The season of pies and miracles

In childhood, summers are so much more exciting. School lets out in time for long, languid days and you can spend them lying in the yard or going to the river or the beach, eating picnics and reading all the books you like, playing football in the street and riding horses and whatever else strikes your fancy. You’re not bound by the conventions and expectations of everyday life, instead riding high in some other world — a world that sometimes feels surreal as the rules about when to come in from the out of doors, when to go to sleep, what to do are strangely relaxed.

Of course, in adulthood, we are still working, even as we longingly look out the windows to the brilliantly sunny days outside. Some industries have perfected the summer escape, picking that particular period of the year for people to slowly retreat from the adult world. Even though we aren’t children anymore, there’s something that comes over many of us in summer — knocking off work earlier, kicking up our heels just a little bit more, feeling more forgiving and magnanimous, caring less about the minor details that would normally infuriate us. Almost as though the heat is enough to concentrate on without having to deal with the things that vex us in the winter, when we have to channel our frustrations into something.

Childhood summers for me were always the times of pies. I learned how to make pie crust from my grandmother in the cool of her kitchen when we visited for the summers, cutting butter into flour and adding ice-cold water, mixing until just combined, heeling it against the edge of the bowl so it would come out light and flaky, putting it in the fridge to chill while we moved on to the next stage.

Good pie dough is intimidating and challenging for many of us — there’s a reason storebought frozen versions are always brisk sellers. I say this not to shame those who go that route, or because I’m determined to convince them that ‘really, it’s easy, you should just try it,’ because I figure people can find their cooking limits and preferences on their own and I hardly need to tell them what to do and how to do it. But for me, I find pie dough immensely satisfying. It can be easy to mess up, especially when starting out, but if you get it right, it comes together as a beautiful and amazing thing as you carefully work the roller, twisting it at a different angle each time to make the dough spread evenly.

But I’m getting ahead of myself, because all pies need a filling. Sometimes that meant going to the backyard and picking blackberries, fingers staining red and purple with juice, mouth turning the same colour as well, suspiciously. Overripe berries would burst open in your hands and underripe ones would sometimes tumble into the bowl, so you’d be forced to fish them out. Eventually you’d get the knack of knowing exactly how many to pick, and then you could take them inside with your scratched hands and carefully separate out intrepid spiders and lone leaves.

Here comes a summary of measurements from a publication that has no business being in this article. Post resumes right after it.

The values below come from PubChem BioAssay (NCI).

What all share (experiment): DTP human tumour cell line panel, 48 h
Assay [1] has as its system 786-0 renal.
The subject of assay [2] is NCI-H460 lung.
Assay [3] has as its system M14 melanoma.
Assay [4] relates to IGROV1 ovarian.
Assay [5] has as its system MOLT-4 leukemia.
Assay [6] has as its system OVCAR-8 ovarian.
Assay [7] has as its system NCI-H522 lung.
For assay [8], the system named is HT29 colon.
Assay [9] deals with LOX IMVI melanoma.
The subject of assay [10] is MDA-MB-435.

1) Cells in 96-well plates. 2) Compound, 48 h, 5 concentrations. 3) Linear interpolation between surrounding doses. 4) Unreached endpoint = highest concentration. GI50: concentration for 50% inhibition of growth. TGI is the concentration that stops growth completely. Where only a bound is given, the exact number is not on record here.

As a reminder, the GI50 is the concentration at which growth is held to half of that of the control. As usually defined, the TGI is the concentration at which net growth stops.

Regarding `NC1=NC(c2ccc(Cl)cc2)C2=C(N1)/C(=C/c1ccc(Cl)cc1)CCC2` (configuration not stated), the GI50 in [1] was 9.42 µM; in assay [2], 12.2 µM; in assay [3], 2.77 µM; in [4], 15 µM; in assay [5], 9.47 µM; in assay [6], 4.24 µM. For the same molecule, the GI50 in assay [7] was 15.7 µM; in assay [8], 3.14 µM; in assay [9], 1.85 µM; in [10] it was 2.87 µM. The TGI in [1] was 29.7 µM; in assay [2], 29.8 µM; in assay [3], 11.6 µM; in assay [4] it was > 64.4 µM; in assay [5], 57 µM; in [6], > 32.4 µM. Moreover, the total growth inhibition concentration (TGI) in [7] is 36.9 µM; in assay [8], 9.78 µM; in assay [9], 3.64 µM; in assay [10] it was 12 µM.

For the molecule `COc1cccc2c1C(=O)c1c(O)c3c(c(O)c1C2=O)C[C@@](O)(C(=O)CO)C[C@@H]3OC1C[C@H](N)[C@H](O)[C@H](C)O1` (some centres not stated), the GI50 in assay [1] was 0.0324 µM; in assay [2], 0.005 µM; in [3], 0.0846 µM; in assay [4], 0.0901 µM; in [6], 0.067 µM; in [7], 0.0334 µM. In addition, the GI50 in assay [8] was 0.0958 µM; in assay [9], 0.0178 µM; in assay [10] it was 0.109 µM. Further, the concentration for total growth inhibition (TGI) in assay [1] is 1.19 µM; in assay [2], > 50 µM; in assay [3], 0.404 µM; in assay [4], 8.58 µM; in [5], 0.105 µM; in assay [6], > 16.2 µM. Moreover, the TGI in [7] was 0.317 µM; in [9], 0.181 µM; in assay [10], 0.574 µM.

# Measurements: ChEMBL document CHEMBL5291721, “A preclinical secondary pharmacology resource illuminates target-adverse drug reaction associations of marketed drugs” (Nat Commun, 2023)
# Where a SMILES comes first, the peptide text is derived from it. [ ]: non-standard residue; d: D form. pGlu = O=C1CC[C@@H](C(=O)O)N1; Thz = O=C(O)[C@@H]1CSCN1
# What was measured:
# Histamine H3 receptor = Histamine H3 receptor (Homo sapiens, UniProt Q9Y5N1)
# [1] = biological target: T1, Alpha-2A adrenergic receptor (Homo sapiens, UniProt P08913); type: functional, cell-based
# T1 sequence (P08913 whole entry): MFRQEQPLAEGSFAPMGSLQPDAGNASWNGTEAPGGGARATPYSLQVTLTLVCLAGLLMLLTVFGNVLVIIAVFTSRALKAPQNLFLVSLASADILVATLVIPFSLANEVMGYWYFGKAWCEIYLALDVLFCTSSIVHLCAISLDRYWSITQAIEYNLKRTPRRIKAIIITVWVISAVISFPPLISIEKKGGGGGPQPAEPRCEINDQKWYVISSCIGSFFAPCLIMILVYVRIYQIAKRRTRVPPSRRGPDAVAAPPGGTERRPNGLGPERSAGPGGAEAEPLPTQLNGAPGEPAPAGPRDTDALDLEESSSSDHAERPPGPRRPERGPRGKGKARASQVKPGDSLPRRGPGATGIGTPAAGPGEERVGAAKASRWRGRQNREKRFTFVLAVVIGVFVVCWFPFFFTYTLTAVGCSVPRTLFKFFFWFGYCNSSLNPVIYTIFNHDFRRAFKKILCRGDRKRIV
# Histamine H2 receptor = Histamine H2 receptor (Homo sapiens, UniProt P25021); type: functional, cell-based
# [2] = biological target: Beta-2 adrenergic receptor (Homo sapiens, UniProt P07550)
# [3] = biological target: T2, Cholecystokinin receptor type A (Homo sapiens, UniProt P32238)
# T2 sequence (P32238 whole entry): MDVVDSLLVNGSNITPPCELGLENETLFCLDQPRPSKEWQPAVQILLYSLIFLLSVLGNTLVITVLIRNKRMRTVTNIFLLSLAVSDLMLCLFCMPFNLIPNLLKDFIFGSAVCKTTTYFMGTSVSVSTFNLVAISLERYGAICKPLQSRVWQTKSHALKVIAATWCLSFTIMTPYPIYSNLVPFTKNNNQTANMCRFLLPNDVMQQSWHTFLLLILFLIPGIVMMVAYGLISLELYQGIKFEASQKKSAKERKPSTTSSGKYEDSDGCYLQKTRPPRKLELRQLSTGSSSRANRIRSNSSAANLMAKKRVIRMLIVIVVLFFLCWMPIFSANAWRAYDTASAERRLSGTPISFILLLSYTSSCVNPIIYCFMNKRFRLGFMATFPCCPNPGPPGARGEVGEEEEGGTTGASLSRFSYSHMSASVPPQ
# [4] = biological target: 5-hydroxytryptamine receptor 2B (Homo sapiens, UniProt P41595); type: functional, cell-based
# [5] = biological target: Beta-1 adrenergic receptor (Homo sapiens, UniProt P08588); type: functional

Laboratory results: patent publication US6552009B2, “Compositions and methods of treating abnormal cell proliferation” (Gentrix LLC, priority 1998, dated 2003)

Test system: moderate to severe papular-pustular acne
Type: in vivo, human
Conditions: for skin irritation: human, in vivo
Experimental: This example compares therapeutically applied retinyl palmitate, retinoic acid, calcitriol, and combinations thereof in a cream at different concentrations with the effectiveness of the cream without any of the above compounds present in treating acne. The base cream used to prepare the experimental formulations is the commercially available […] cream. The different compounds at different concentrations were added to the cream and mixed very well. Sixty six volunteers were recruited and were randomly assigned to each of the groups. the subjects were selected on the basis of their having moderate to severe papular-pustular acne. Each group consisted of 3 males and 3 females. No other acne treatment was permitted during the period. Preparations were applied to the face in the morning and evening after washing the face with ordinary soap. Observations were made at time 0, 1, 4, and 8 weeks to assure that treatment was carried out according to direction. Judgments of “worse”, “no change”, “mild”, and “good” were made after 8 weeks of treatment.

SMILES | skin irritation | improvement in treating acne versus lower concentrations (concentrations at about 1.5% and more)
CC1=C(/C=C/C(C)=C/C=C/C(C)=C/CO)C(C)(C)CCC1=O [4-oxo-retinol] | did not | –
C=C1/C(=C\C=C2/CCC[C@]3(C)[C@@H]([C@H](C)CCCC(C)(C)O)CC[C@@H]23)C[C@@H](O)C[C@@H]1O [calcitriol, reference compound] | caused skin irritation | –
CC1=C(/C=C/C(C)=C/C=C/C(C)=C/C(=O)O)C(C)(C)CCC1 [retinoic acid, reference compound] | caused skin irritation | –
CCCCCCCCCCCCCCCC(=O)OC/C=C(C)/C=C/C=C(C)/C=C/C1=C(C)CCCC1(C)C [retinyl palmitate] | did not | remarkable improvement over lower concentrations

Sometimes it meant peeling and slicing apples, picking the firmest tart apples and slicing them thinly and evenly so you could ensure they all cooked through. Some people lay them out in a beautiful fan inside the pie, even if it’s not an open torte or galette, but we never did — each slice was its own self, mysterious and bursting with flavor. Sometimes it was painstaking cutting and pitting what seemed like an endless army of sour cherries — good cherry pies are made with tart, mouth-puckering cherries.

I suppose there are other fruits, other pies, but those were our mainstays, my father and I. We rarely tried things like lemon meringue, perfectly happy with simple fruit. Once our fruit had been prepared it came time to toss in seasonings, heedless to any recommendations or cookbooks, a dash of sugar, whichever spices seemed good at the time, lemon juice or vanilla, sometimes a bit of flour or cornstarch to thicken a particularly juicy filling — you don’t want the bottom crust to turn to mush. We could set it aside, then, to roll out a bottom crust, and carefully press it into the pie dish — a good, solid glass pie dish conducts heat evenly and makes a pie easy to transport — and then we’d roll out the top crust. With the clock ticking, it came time to dump in the filling and put the top crust on and race to crimp the edges and poke some fascinating design into the top and then rush it to the oven.

I don’t think we ever prebaked our bottom crusts like you’re supposed to do, but somehow they still came out flaky and delightful — perhaps it was our convection oven or mere fate, because as an adult, I learned that I had to prebake if I didn’t want a soggy mess at the bottom of a slice of perfectly good pie. The most difficult part of piemaking for me, of course, came while watching the pie cool, waiting, waiting, waiting for the moment when we could cut into it, eat thick slices of pie on the back porch while looking out into the afternoon, leave the dishes in the sink before taking a walk down the road to somewhere else, knowing that pie would be waiting at home, and wondering what manner of miracles lay ahead.